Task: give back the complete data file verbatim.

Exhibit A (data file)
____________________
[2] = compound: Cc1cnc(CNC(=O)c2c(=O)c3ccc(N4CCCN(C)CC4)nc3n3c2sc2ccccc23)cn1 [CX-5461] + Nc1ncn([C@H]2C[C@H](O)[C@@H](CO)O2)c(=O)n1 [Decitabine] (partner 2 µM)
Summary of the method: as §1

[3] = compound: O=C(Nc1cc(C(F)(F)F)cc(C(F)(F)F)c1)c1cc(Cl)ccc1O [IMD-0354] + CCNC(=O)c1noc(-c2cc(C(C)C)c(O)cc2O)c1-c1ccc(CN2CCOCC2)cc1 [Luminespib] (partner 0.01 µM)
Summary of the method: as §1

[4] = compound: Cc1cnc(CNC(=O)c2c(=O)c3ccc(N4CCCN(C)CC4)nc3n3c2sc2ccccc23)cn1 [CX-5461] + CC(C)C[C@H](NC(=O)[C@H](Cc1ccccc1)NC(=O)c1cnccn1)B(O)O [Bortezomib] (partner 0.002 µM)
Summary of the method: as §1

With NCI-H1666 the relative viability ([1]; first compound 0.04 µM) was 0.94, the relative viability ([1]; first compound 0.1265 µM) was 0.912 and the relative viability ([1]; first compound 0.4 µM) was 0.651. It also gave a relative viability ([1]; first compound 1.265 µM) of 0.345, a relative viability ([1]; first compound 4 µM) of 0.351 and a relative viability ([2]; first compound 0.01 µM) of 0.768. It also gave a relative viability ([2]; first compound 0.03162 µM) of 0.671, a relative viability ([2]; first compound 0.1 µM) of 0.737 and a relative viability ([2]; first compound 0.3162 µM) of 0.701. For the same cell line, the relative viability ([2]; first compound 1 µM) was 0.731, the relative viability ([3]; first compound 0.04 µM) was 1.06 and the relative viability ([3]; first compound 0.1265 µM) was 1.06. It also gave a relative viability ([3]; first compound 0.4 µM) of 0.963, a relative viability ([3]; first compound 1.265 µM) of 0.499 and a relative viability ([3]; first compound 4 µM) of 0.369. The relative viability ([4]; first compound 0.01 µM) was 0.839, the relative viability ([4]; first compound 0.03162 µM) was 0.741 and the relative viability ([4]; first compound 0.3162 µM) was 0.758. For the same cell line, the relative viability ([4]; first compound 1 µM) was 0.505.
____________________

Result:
[2] = compound: Cc1cnc(CNC(=O)c2c(=O)c3ccc(N4CCCN(C)CC4)nc3n3c2sc2ccccc23)cn1 [CX-5461] + Nc1ncn([C@H]2C[C@H](O)[C@@H](CO)O2)c(=O)n1 [Decitabine] (partner 2 µM)
Summary of the method: as §1

[3] = compound: O=C(Nc1cc(C(F)(F)F)cc(C(F)(F)F)c1)c1cc(Cl)ccc1O [IMD-0354] + CCNC(=O)c1noc(-c2cc(C(C)C)c(O)cc2O)c1-c1ccc(CN2CCOCC2)cc1 [Luminespib] (partner 0.01 µM)
Summary of the method: as §1

[4] = compound: Cc1cnc(CNC(=O)c2c(=O)c3ccc(N4CCCN(C)CC4)nc3n3c2sc2ccccc23)cn1 [CX-5461] + CC(C)C[C@H](NC(=O)[C@H](Cc1ccccc1)NC(=O)c1cnccn1)B(O)O [Bortezomib] (partner 0.002 µM)
Summary of the method: as §1

With NCI-H1666 the relative viability ([1]; first compound 0.04 µM) was 0.94, the relative viability ([1]; first compound 0.1265 µM) was 0.912 and the relative viability ([1]; first compound 0.4 µM) was 0.651. It also gave a relative viability ([1]; first compound 1.265 µM) of 0.345, a relative viability ([1]; first compound 4 µM) of 0.351 and a relative viability ([2]; first compound 0.01 µM) of 0.768. It also gave a relative viability ([2]; first compound 0.03162 µM) of 0.671, a relative viability ([2]; first compound 0.1 µM) of 0.737 and a relative viability ([2]; first compound 0.3162 µM) of 0.701. For the same cell line, the relative viability ([2]; first compound 1 µM) was 0.731, the relative viability ([3]; first compound 0.04 µM) was 1.06 and the relative viability ([3]; first compound 0.1265 µM) was 1.06. It also gave a relative viability ([3]; first compound 0.4 µM) of 0.963, a relative viability ([3]; first compound 1.265 µM) of 0.499 and a relative viability ([3]; first compound 4 µM) of 0.369. The relative viability ([4]; first compound 0.01 µM) was 0.839, the relative viability ([4]; first compound 0.03162 µM) was 0.741 and the relative viability ([4]; first compound 0.3162 µM) was 0.758. For the same cell line, the relative viability ([4]; first compound 1 µM) was 0.505.